We already know the benefits of contracting business administration tasks to expert third-party vendors. But how do you identify which areas of the back office to hand over to those expert vendors?
Take a look at these three areas: your biggest time sucks, your biggest risks and your biggest opportunities (currently lost opportunities).
1—Biggest Time Sucks
What takes the most time? If there’s an area of administration that consistently bogs you or your staff down, take a hard look at it and see if you want to have someone else take care of it for you.
Information technology is one area that makes a lot of sense to contract out. Installing, updating and maintaining all the technologies and systems your company uses is a huge task. In fact, it probably takes up the majority of your IT resources (75%, in fact, according to studies).
This is especially true if your company has a mish-mash of technologies and systems instead of a standardized system. How do you efficiently update all of your laptops, desktops and tablets if you’re using a mix of Windows and Mac computers? How do you keep the entire system running smoothly when you’re using a bunch of different software systems and technology platforms that don’t talk to each other well?
In this scenario, your IT folks are spending a whole lot of their time just familiarizing themselves with different technologies. Add that on top of the regular system maintenance, and your IT people don’t have much time for anything else.
One of the biggest reasons companies are contracting back-office functions goes beyond cost savings and is a little CYA. It’s about reducing errors and risk by hiring expertise you don’t have.
If you worry about in-house errors, you’re not alone. According to the Society for Human Resources Management, over 55% of businesses in the U.S. contract out some of their business administration duties.
Why? Because the laws change every year, and it takes a professional or, even better, a team of professionals to stay on top of it all and make sure your company stays compliant.
For example, the Occupational Safety and Health Administration (OSHA) revised some of its rules a few years ago in part at least to align with United Nations standards. Employers must now adopt the United Nations system for classifying hazards and educating employees on the dangers. A dedicated team of risk and safety professionals would know that and pass the information on to you.
Another example is cyber security. A lot of companies think that they’re too small to worry the cybercriminals out there, but the truth is smaller companies are becoming the favorite target for hackers.
Why? Because smaller companies often don’t have the money to handle IT in-house or they assume the risk is low because the company is small. In essence, they’re easy targets for cybercriminals with the know-how and patience to cast a wide net over a school of smaller fish. There’s less risk for the hackers to go after smaller companies with lax network security as well.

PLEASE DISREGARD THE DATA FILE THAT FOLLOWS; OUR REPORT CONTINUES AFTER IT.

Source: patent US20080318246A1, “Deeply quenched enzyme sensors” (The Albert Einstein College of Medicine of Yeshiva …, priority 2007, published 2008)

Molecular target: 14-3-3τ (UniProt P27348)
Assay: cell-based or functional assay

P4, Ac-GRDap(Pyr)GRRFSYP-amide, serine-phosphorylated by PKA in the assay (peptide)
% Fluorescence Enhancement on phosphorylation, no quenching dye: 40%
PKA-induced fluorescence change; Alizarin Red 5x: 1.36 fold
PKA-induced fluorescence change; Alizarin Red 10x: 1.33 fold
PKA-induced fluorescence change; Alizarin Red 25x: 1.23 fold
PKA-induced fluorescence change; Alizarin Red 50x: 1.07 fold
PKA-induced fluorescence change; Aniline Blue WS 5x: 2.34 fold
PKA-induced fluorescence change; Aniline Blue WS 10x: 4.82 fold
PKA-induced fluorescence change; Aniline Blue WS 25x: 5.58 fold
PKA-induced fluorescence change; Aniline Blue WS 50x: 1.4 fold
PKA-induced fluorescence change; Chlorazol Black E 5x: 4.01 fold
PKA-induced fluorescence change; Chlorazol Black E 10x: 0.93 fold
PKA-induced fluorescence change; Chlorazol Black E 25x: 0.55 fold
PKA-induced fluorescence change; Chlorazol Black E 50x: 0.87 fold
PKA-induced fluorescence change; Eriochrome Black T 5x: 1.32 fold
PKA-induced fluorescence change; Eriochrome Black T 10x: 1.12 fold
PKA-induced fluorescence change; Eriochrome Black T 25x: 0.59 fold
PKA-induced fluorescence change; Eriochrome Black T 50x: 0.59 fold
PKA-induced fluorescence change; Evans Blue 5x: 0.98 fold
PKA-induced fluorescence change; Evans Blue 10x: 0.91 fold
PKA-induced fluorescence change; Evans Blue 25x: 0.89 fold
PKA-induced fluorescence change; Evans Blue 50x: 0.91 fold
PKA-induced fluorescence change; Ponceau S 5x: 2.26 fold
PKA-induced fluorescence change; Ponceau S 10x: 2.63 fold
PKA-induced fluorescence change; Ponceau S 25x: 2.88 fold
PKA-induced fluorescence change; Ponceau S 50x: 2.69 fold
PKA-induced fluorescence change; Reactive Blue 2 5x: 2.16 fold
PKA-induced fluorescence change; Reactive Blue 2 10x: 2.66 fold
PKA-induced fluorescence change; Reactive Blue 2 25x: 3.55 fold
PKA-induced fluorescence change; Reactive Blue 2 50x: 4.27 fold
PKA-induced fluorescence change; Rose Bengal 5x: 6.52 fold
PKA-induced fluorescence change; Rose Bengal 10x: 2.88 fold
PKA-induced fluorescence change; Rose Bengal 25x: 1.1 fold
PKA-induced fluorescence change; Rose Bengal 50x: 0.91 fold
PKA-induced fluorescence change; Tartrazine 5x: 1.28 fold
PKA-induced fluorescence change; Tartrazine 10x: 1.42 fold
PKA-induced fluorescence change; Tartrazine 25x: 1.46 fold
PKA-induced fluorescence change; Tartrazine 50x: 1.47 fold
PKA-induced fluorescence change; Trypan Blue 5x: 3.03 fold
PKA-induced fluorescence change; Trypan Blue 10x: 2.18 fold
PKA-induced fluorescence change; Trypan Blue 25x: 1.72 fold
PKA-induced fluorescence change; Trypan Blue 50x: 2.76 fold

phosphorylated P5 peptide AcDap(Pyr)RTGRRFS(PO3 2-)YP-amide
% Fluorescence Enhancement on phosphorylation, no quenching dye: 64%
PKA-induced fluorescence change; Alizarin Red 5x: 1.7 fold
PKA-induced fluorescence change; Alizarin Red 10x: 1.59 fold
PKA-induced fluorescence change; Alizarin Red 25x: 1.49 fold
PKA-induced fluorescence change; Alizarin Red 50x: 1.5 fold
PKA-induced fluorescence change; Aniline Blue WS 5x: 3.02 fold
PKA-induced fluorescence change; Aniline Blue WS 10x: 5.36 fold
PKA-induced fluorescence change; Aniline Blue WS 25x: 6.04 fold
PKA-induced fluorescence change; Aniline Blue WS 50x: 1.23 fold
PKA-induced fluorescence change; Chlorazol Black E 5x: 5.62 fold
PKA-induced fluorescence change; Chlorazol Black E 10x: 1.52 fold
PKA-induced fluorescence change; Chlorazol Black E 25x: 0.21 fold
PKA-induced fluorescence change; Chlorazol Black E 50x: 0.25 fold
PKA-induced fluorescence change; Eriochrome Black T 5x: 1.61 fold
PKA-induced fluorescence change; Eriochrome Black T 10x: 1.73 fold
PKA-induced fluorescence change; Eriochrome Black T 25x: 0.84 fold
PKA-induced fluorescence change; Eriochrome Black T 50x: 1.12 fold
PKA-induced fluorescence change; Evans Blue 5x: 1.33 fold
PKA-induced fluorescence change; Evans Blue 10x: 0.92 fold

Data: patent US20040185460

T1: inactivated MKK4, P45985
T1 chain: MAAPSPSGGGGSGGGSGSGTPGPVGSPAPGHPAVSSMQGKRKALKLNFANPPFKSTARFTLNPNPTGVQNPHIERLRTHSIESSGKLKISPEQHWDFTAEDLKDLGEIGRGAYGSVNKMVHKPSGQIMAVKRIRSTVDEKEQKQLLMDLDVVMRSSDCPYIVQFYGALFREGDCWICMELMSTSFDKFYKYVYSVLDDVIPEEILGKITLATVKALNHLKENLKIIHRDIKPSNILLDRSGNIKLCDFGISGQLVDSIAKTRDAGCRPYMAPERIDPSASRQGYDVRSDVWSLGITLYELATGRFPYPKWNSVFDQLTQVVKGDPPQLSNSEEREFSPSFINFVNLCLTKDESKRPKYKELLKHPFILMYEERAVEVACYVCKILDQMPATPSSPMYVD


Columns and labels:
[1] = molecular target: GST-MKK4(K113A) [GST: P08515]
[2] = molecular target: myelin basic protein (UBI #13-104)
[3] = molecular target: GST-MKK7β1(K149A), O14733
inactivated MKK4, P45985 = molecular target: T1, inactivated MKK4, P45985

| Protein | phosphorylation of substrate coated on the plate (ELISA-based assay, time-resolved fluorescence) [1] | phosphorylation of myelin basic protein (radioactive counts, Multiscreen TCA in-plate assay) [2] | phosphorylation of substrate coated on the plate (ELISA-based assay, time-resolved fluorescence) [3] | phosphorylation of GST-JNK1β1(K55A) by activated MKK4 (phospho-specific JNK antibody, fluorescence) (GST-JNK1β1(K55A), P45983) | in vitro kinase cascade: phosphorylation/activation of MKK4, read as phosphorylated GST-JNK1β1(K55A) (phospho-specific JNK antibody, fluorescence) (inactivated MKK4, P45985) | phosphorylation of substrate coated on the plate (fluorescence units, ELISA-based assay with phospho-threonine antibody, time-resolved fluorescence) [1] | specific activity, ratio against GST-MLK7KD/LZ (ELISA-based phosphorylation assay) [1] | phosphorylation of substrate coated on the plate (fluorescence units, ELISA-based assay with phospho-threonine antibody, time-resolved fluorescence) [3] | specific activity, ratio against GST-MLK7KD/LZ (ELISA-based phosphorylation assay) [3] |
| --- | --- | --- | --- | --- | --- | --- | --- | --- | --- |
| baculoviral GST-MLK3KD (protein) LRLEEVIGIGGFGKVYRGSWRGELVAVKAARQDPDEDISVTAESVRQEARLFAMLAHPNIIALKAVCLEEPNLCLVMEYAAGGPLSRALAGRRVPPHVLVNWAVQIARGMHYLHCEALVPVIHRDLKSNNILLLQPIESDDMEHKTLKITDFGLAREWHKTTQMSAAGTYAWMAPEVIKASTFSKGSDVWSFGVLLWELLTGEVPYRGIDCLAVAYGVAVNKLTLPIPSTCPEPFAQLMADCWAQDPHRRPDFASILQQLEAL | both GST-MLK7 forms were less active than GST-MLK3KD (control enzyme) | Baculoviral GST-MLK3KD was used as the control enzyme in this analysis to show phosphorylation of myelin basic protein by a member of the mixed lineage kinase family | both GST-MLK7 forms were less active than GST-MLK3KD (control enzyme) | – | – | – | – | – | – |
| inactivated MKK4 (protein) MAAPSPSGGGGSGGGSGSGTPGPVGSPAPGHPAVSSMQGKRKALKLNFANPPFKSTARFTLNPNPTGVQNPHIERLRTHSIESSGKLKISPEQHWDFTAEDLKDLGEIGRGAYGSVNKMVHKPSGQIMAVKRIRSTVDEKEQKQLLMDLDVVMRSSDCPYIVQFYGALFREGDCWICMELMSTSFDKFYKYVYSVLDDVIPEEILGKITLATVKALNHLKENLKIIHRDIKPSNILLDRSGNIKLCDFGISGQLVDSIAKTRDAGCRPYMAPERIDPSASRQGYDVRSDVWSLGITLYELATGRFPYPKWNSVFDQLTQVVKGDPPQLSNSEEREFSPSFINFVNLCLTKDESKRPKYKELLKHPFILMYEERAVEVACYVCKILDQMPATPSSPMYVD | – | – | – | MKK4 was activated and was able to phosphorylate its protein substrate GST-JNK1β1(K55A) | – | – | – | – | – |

To repel whatever virus or tactic is out there right now and all the others around the corner, you need consistently tight network security. Your company needs to stay abreast of and use all the latest preventative tools and measures, just to stay in step with cybercriminals. If you’re not on the cutting edge, you’re already two steps behind the hackers.
One of the things people tend to overlook when it comes to business administration is how strategic it can be.
It’s not just paperwork or busy work or housekeeping. Every single part of your business operation is an area for potential improvement, streamlining and increased efficiency. And the back office has a ton of areas to work with.
For one, you can contract out all of your weaknesses. If your team isn’t strong in certain areas, especially areas that no one wants to do anyway, you can contract those areas out and become a better company overall in the process.
If your IT team is in the weeds just keeping your system up and running (and hopefully protected), they can’t put any effort into strategic efforts. Or even a strategic plan.
An IT strategy helps you align your technology needs with your business goals for years into the future. It should encompass all aspects of IT, including personnel, hardware, software, vendors and costs.
An IT strategy has become a critical element for organizational leadership in recent decades. Its growing importance mirrors the rise of technology itself as a critical element for business success. The importance of an IT strategy has been amplified over the past few years as organizations focus on digital transformation and thriving in the digital age.
Technology is essential for creating new business models, products and services; enhancing customer service as well as customer experiences; increasing sales; enabling workers and improving productivity; and supporting interactions with vendors and other business partners.
Research also shows that high-performing companies with crack IT teams usually spend more money on strategic IT initiatives. Also, companies that spend more on IT strategy have higher business satisfaction ratings.
3 Best Business Administration Areas to Contract Out
What takes the most amount of your time? What worries you the most? What are you not doing that you should be doing to boost your business?
Every single element of your business operation is an area for improvement. And business administration is a beached whale of opportunity, with tons of areas to streamline and improve. If you contract the back office out to experts, you’ll find those areas.